Dr. Alderman's primary research and professional focus is on the effects of exercise on physiological, neurocognitive, and psychological resilience. His laboratory uses advanced psychophysiological techniques including impedance cardiography and electroencephalography to better understand acute and chronic adaptations to exercise, and how knowledge of these adaptations can be applied to intervention development. Other ongoing projects in the laboratory include evaluating the role of exercise in modulating cardiorespiratory and neurocognitive function and establishing the potential efficacy of acute and chronic exercise (both aerobic exercise and resistance exercise) for attenuating cardiovascular responses and increasing heart rate variability (HRV) during acute laboratory stressors. This work is helping to elucidate mechanisms underlying the effects of exercise on mental health states (e.g., anxiety and depression).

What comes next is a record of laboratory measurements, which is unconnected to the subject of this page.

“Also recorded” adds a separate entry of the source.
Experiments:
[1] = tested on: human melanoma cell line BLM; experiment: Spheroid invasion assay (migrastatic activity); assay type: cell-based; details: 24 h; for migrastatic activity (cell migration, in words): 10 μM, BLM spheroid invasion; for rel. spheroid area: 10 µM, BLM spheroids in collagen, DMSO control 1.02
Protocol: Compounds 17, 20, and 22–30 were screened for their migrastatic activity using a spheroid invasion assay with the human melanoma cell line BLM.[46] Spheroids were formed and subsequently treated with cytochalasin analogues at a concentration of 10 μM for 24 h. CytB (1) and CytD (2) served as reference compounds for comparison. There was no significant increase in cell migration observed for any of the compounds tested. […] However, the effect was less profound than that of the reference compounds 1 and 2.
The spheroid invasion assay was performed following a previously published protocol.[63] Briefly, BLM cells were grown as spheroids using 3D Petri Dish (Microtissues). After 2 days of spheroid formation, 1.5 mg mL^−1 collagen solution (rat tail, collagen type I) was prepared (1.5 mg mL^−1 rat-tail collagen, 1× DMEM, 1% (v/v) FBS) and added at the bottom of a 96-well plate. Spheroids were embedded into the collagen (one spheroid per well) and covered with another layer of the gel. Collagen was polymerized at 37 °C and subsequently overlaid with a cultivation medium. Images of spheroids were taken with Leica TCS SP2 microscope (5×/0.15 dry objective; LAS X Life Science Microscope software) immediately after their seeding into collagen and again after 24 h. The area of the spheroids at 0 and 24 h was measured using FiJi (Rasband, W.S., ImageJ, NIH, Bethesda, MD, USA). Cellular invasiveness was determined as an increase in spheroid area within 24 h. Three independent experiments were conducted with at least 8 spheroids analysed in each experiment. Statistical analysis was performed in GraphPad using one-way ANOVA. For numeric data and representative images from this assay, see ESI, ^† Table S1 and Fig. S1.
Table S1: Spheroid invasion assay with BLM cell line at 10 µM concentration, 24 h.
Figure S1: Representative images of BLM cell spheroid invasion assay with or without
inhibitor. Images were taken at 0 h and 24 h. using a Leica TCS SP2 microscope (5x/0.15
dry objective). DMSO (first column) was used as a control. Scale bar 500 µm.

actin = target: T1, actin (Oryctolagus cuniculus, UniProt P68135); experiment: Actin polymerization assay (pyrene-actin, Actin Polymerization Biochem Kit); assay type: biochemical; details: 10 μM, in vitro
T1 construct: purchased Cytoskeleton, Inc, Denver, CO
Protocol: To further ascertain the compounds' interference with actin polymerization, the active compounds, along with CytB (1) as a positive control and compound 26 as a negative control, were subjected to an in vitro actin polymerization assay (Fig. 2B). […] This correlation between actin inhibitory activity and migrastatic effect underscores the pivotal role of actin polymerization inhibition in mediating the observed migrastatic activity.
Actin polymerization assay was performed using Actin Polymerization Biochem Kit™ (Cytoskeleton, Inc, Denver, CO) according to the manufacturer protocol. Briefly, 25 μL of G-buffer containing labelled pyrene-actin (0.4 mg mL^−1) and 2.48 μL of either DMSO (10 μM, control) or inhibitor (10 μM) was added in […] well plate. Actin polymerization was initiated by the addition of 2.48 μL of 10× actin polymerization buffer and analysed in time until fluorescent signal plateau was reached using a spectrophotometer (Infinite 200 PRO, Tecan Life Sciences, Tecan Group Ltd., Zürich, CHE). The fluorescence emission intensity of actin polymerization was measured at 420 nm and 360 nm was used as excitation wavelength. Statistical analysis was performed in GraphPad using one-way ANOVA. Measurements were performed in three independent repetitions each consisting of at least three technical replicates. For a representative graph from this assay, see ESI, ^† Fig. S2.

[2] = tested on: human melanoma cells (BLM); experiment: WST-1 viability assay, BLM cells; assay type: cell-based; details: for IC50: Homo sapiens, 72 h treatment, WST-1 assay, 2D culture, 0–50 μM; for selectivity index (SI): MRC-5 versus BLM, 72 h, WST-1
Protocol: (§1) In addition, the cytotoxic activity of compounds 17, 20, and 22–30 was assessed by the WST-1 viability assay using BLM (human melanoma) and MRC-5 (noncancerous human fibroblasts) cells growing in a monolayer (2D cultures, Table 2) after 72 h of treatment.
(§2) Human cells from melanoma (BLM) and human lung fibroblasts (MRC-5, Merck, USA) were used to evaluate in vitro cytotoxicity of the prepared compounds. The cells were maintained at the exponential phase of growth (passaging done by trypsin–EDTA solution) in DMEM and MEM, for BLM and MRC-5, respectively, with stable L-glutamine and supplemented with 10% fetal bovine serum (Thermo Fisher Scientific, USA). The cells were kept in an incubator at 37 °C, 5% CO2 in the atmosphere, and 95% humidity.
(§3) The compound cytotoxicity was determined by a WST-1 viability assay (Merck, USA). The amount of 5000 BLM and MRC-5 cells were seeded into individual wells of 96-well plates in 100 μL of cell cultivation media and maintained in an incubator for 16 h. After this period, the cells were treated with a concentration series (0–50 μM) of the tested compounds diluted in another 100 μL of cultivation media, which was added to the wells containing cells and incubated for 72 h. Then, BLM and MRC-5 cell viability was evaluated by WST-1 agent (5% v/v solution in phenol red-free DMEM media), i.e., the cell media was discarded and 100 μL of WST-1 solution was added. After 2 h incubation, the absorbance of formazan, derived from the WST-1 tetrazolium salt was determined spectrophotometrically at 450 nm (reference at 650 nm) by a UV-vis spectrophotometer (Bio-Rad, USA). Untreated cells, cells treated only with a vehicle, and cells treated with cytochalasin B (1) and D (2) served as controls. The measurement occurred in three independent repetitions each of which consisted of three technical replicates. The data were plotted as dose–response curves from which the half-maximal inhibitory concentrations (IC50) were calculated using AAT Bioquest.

In addition to teaching courses in exercise psychology, sport psychology, and research methods, Dr. Alderman serves as the Director of the Honors Program in the Department of Exercise Science. His research has appeared in journals such as NeuroImage, Translational Psychiatry, Psychophysiology, Medicine and Science in Sports and Exercise, Behavioral Medicine, and Journal of Sport & Exercise Psychology.